When the Second World War broke out in September 1939, blackout precautions were immediately put into effect, due to the dangers of night time bombing raids. Ironically, New Bradwell's new electric street lights, which had only been completed two weeks previously, were switched off and not used again for six years. Bradwell's Blitz consisted of two bombs on Sunday October 20, 1940. First, two flares were dropped at the end of Bridge Street, landing on the allotments, now the school playing fields. Then the two bombs were dropped on the western end of the high street, the first landing on the road outside "the Laurels", creating a 30 ft crater, the second at the end of the high street, demolishing numbers 71, 73 & 75 and killing five people. A local legend tells of a baby still in its cradle that was expelled through an upstairs window by the explosion landing totally unharmed nearby. The so called "Bradwell Blitz" was one of the most dramatic event in this part of North Buckinghamshire. (The activities at Bletchley Park a few miles south were top secret). An unconfirmed therory suggests that the bombs may have been aimed at Wolverton Works, which was involved at the time in the highly camouflaged war work. The Bradwell Blitz was during the Blitz the fourth and last phase of the Battle of Britain.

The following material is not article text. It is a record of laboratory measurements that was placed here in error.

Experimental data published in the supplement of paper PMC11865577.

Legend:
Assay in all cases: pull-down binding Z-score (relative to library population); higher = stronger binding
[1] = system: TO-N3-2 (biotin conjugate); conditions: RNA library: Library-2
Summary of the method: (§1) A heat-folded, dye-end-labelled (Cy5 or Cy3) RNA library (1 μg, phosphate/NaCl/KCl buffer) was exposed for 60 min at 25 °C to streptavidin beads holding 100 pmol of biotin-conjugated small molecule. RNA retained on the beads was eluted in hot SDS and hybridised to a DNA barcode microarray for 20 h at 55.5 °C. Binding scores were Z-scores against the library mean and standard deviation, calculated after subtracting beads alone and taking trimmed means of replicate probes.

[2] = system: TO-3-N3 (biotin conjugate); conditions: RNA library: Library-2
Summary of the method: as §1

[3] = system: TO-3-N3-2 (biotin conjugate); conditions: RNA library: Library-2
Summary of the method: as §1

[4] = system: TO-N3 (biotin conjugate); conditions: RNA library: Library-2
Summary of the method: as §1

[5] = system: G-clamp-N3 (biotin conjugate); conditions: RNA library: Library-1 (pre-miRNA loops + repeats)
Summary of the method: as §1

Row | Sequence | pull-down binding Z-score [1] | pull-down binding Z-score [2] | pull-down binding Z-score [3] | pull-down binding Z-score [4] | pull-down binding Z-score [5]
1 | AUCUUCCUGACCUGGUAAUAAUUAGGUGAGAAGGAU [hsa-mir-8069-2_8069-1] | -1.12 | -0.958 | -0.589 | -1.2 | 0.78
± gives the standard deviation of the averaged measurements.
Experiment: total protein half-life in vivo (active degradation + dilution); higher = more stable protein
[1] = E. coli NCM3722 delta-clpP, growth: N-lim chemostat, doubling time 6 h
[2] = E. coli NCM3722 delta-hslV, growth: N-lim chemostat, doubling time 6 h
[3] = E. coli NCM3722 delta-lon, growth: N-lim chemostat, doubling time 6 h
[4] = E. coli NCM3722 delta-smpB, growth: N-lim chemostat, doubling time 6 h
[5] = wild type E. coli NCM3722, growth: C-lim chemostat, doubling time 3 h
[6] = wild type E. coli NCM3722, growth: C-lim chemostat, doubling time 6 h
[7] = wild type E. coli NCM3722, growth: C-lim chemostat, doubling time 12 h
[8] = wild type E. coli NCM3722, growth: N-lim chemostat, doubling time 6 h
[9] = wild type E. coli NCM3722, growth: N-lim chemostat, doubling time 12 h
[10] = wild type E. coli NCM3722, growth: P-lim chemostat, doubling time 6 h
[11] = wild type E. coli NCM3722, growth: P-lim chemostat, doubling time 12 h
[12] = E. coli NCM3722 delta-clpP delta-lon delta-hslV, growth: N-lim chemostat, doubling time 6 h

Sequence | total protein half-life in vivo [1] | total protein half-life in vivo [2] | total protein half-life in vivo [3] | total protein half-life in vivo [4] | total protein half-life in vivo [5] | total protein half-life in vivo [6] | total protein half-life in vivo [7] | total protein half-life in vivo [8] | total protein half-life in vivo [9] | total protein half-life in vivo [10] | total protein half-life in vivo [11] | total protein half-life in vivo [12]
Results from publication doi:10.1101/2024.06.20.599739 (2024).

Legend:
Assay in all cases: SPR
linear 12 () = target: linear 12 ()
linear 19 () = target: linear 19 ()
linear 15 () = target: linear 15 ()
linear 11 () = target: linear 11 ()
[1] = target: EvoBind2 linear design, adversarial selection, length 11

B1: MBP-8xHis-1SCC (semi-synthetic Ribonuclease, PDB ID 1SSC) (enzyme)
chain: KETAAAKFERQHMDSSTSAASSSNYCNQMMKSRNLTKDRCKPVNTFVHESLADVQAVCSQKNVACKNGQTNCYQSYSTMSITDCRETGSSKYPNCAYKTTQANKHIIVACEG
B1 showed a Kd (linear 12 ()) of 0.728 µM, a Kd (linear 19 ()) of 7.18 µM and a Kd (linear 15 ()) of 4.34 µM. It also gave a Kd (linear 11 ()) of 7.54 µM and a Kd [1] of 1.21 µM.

Famous quotes containing the word blitz:
“Timothy Winters comes to school
With eyes as wide as a football-pool,
Ears like bombs and teeth like splinters:
A blitz of a boy is Timothy Winters.”
—Charles Causley (b. 1917)